P218.05 Billion Pumped Into Govt Coffers Via Fuel-Marking Tack

An unidentified rider on a bicycle passes by the Department of Finance building.

 

THE government has so far collected P218.05 billion (about $4.51 billion at current exchange rates) in duties and taxes from the implementation of its fuel-marking program for nearly two years.

 

Of the total duties and taxes collected from September 2019 to April 15, the bulk or P190.18 billion was collected by the Bureau of Customs while the remaining 27.87 billion came from the Bureau of Internal Revenue.

 

A document from the Department of Finance showed that during the period, 22.4 billion litters of fuel were marked by the government.

 

Most of the fuel marked was diesel, cornering 60.73 percent or 13.6 billion litters followed by gasoline with 38.74 percent or 8.68 billion litters and kerosene with 0.54 percent or 120.02 million litters.

 

By region, Luzon has the lion’s share of fuel marked with 73.68 percent or 16.5 billion litters of fuel. Next is Mindanao with 21.08 percent or 4.72 billion litters and the Visayas with 5.24 percent or 1.17 billion litters.

 

The DOF said 23 companies participated in the fuel marking program.

 

Leading the list of companies that had their fuel marked was Petron Corp. with a 22.47-percent share in the total volume of marked fuel or five billion litters.

 

Following Petron are the following firms: Pilipinas Shell Petroleum Corp. (19.63 percent or 4.397 billion litters); Unioil Resources & Holdings Co. Inc. (10.44 percent or 2.34 billion litters); Seaoil  Philippines Inc. (8.26 percent or 1.85 billion litters); and, Phoenix Petroleum Philippines Inc. (7.68 percent or 1.72 billion litters).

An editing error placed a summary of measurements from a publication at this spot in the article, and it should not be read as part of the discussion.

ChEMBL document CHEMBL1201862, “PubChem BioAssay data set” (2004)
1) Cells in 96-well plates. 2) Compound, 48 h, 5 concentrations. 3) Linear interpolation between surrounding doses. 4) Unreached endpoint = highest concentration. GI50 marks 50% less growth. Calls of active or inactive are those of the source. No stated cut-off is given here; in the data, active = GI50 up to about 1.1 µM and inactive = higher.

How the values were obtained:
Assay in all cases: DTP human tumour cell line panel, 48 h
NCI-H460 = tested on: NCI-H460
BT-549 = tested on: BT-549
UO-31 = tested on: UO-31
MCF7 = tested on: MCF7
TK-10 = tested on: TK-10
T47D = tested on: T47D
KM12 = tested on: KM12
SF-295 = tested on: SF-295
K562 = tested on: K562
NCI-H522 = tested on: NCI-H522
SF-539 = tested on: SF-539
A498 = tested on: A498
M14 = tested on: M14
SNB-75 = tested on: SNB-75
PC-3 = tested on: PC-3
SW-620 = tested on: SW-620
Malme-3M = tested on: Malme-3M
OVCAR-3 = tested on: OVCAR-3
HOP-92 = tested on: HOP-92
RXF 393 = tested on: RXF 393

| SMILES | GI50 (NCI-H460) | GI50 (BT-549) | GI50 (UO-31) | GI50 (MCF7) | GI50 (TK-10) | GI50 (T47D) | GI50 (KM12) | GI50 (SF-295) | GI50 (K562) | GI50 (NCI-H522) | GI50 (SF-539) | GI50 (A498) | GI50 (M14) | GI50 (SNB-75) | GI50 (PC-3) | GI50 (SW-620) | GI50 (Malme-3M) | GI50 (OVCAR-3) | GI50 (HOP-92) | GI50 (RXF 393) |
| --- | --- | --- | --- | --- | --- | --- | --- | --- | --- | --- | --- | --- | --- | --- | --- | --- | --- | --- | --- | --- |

In February, House Ways and Means Committee Chairman Albay Rep. Joey Salceda revealed that the government lost P357 billion from 2010 to 2019 due to fuel smuggling.

 

While Salceda said while fuel marking helped lower smuggling, foregone revenues are still rising because the Tax Reform for Acceleration and Inclusion law raised taxes on fuel products in 2018.

 

Fuel marking makes use of a unique chemical marker that can be embedded at a molecular level in petroleum products—gasoline, diesel, and kerosene—thereby enabling authorities to test, identify and distinguish petroleum products with paid excise taxes.

 

Under Republic Act 10963 (or TRAIN law), petroleum products that are refined, manufactured, or imported to the Philippines such as, but not limited to, unleaded premium gasoline, kerosene and diesel, shall be marked by an official marking agent after payment of taxes and duties.

 

The fuel-marking program was launched with the aim of halting illegal importation, manufacturing, and other fraudulent activities relating to the use and sale of petroleum products in the country.

 

Main article here.

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